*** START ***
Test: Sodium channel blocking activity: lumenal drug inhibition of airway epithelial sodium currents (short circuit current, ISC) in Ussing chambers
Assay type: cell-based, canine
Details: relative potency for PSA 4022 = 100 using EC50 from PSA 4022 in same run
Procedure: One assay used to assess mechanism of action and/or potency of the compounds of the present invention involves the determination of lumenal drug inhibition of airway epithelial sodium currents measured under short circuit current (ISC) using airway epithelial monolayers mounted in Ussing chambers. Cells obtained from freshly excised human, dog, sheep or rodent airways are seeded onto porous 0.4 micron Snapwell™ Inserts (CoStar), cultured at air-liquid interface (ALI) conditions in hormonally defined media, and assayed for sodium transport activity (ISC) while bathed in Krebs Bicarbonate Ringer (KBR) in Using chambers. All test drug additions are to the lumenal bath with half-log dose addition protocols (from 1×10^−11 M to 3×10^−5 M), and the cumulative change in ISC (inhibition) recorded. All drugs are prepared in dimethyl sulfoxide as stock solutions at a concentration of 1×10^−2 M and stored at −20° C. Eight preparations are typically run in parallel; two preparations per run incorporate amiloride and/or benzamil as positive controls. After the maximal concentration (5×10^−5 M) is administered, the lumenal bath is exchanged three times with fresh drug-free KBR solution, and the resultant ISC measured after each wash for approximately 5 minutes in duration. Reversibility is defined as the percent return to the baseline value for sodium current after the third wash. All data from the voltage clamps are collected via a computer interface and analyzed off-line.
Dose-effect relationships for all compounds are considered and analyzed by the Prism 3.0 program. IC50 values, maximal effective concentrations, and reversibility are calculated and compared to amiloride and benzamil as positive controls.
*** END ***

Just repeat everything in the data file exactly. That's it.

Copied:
Test: Sodium channel blocking activity: lumenal drug inhibition of airway epithelial sodium currents (short circuit current, ISC) in Ussing chambers
Assay type: cell-based, canine
Details: relative potency for PSA 4022 = 100 using EC50 from PSA 4022 in same run
Procedure: One assay used to assess mechanism of action and/or potency of the compounds of the present invention involves the determination of lumenal drug inhibition of airway epithelial sodium currents measured under short circuit current (ISC) using airway epithelial monolayers mounted in Ussing chambers. Cells obtained from freshly excised human, dog, sheep or rodent airways are seeded onto porous 0.4 micron Snapwell™ Inserts (CoStar), cultured at air-liquid interface (ALI) conditions in hormonally defined media, and assayed for sodium transport activity (ISC) while bathed in Krebs Bicarbonate Ringer (KBR) in Using chambers. All test drug additions are to the lumenal bath with half-log dose addition protocols (from 1×10^−11 M to 3×10^−5 M), and the cumulative change in ISC (inhibition) recorded. All drugs are prepared in dimethyl sulfoxide as stock solutions at a concentration of 1×10^−2 M and stored at −20° C. Eight preparations are typically run in parallel; two preparations per run incorporate amiloride and/or benzamil as positive controls. After the maximal concentration (5×10^−5 M) is administered, the lumenal bath is exchanged three times with fresh drug-free KBR solution, and the resultant ISC measured after each wash for approximately 5 minutes in duration. Reversibility is defined as the percent return to the baseline value for sodium current after the third wash. All data from the voltage clamps are collected via a computer interface and analyzed off-line.
Dose-effect relationships for all compounds are considered and analyzed by the Prism 3.0 program. IC50 values, maximal effective concentrations, and reversibility are calculated and compared to amiloride and benzamil as positive controls.